On a high from a folding session taught by Sipho Mabona, I wandered virtually out into the virtual conference meeting rooms and sat in on a modular folding session, where I was taught the modules for a “Gear Cube” – 6 modules that make an intriguing structure:
This is designed by Miyuki Kawamura, and I came in half way through an informal folding session, but picked it up fairly quickly.
I will probably fold this again, with bi-colour paper (all the same however) as I suspect the “gear” mechanism might look more interesting if they are all the same colour.
Apparently spontaneous folding sessions are a feature of Origami conferences – I have never been to one so I was delighted that people shared skills at all hours of the day and night – the Zoom/chatroom combination facilitated by “Gathertown” was fabulous.
I have been sitting on this model for ages, trying to nut it out because although the module is relatively easy to fold, the proportions and construction of this modular ball is torturous to be polite:
I settled on a 6:11 rectangle for my module, and folded 33 of them (3 as a test), then began the task of working out how this works.
Each point is made of 3 modules, the final lock is REALLY hard for each vertex, then they twist and turn behind the 3 adjacent modules to have their spare ends pop up as one of 3 to make new points. I put together and disassembled a dozen times until I found the right order/morphology.
The result is not as tidy as I would like, and I may re-try it with a different proportion rectangle to screw further with the vertex shape, but I am pretty chuffed to have finally got it together – it was a real wrestle.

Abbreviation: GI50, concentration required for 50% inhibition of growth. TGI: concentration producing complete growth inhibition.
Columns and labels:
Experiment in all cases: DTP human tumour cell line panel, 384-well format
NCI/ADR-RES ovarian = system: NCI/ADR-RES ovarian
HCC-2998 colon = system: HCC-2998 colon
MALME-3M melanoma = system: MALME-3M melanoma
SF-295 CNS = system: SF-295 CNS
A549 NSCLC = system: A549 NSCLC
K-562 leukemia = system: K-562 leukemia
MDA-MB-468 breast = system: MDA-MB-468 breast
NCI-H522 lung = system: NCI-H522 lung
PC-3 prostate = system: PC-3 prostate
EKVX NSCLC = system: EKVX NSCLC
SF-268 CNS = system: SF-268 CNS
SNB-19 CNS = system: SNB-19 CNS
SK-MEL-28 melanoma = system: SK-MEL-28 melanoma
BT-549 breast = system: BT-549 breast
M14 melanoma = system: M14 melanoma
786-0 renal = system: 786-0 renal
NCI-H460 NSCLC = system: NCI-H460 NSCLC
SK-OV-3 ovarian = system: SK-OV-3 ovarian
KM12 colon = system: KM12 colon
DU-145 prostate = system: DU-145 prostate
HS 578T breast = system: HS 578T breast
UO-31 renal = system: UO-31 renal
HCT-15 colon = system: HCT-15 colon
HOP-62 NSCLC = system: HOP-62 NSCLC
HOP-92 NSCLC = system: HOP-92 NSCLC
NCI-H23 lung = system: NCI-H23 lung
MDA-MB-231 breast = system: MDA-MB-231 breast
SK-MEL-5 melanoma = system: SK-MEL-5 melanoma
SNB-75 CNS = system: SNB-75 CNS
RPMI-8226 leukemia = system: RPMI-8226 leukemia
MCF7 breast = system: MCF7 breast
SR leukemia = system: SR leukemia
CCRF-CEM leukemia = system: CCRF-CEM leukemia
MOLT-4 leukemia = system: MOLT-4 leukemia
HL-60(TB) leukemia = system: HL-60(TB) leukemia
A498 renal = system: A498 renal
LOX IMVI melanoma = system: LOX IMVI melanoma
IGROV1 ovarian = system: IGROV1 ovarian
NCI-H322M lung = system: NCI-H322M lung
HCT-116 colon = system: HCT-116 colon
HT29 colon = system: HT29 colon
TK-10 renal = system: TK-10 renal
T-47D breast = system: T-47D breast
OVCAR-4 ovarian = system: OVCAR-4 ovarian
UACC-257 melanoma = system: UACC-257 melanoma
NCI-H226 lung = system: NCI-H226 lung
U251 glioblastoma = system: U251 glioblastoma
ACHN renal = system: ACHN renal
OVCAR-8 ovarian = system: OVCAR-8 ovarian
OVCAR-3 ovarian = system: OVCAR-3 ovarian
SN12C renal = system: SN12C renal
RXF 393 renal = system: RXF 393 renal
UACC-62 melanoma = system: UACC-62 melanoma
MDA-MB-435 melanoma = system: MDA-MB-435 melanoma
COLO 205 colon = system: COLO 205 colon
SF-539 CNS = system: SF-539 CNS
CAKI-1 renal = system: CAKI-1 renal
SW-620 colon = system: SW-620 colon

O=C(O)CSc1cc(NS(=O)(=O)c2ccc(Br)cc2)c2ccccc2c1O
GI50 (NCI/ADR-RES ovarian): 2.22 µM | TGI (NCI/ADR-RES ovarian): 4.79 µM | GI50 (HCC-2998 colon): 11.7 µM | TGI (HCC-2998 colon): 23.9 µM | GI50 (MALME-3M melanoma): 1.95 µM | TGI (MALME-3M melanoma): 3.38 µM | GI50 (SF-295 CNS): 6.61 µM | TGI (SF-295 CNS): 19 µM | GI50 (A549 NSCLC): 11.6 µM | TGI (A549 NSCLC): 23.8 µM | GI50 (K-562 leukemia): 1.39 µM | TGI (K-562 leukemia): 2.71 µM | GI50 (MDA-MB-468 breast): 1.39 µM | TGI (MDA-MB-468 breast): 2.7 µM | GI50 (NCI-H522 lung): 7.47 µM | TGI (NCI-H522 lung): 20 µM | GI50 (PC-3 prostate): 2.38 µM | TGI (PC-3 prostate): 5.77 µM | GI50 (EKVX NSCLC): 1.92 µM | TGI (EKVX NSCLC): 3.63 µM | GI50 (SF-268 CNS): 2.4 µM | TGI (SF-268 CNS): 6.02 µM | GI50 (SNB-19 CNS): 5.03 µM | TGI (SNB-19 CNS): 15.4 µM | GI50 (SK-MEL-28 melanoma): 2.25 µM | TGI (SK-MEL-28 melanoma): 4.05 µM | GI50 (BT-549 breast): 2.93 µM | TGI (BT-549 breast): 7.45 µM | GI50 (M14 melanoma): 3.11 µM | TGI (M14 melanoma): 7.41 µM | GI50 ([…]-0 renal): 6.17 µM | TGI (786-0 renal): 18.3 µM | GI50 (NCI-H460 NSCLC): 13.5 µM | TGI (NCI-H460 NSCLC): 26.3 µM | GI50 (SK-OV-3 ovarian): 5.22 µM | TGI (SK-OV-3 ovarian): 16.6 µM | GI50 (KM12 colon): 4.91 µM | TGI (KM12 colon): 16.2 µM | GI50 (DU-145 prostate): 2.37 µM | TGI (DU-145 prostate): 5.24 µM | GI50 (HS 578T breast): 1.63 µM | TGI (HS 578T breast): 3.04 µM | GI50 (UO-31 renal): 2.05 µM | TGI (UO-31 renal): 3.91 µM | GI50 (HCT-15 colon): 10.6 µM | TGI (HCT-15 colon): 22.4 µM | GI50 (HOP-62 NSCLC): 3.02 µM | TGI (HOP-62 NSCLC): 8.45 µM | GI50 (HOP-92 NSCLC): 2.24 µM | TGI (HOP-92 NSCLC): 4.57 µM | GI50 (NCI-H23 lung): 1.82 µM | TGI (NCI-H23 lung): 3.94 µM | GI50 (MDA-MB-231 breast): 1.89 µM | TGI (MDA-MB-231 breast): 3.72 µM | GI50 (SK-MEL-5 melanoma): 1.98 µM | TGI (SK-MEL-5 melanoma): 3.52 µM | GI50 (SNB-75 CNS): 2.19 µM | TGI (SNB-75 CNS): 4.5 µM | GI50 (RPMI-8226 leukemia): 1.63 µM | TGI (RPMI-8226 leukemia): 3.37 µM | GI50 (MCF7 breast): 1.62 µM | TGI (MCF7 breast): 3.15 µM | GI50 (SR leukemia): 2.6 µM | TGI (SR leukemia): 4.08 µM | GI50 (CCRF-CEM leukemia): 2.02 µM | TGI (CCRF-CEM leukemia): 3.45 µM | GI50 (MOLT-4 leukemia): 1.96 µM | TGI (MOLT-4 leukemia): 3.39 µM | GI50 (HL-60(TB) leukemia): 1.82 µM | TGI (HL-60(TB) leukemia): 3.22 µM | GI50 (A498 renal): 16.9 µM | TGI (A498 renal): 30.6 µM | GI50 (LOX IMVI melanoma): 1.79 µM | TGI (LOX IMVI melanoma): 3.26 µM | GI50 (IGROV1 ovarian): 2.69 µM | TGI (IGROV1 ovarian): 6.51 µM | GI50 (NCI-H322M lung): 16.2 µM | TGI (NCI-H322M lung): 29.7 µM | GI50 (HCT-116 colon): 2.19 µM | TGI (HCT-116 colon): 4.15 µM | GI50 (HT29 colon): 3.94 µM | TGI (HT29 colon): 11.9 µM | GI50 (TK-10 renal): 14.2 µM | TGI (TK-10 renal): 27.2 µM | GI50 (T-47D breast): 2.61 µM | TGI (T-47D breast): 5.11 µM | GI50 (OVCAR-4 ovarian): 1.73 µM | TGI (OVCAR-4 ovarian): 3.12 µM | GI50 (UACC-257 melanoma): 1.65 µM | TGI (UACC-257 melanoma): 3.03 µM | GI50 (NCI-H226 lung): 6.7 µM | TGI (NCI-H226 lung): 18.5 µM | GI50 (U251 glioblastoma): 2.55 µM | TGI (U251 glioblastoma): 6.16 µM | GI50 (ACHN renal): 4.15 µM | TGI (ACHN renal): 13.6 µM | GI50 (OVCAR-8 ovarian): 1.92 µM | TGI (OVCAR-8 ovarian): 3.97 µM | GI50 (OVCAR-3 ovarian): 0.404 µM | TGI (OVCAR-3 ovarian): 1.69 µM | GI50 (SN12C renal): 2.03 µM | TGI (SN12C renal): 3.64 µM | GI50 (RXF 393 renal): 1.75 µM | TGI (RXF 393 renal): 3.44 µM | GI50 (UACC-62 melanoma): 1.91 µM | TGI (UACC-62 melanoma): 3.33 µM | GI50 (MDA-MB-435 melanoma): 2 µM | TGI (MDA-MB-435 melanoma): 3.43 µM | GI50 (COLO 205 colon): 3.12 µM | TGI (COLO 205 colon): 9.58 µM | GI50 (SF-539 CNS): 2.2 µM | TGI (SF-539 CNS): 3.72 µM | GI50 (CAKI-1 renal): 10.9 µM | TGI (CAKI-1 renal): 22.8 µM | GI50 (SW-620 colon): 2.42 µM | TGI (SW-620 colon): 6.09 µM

Tomorrow in Oz the next chapter of the Star Wars saga opens in cinemas. I am not likely to see it until the crush of “real fans” abates but thought on the eve I would fold something relevant:
This I have labelled “Deathstar” because it bears an uncanny resemblance to the space station the Liberator encountered just out from Far Point, while captain Mal and his rag tag band of cylons, and their computer Aurac, cruised the belt looking for replicants (how many scifi franchises are hinted at here? :P). Continue reading →
When my sister in law went to Nepal, she found some rather charming Lokta paper, hand-made with block printed gold floral designs. She carefully transported it back with her for me to wrangle. I had a modular in mind and the orange Lokta seemed the obvious choice:
This is Miyuki Kawamura’s Mummy Star, a startlingly complicated modular in 30 pieces. The technique of folding splayed fans, then folding them back on themselves gives the appearance of “wrapping” or bandages I suppose (think Mummy Movie). Continue reading →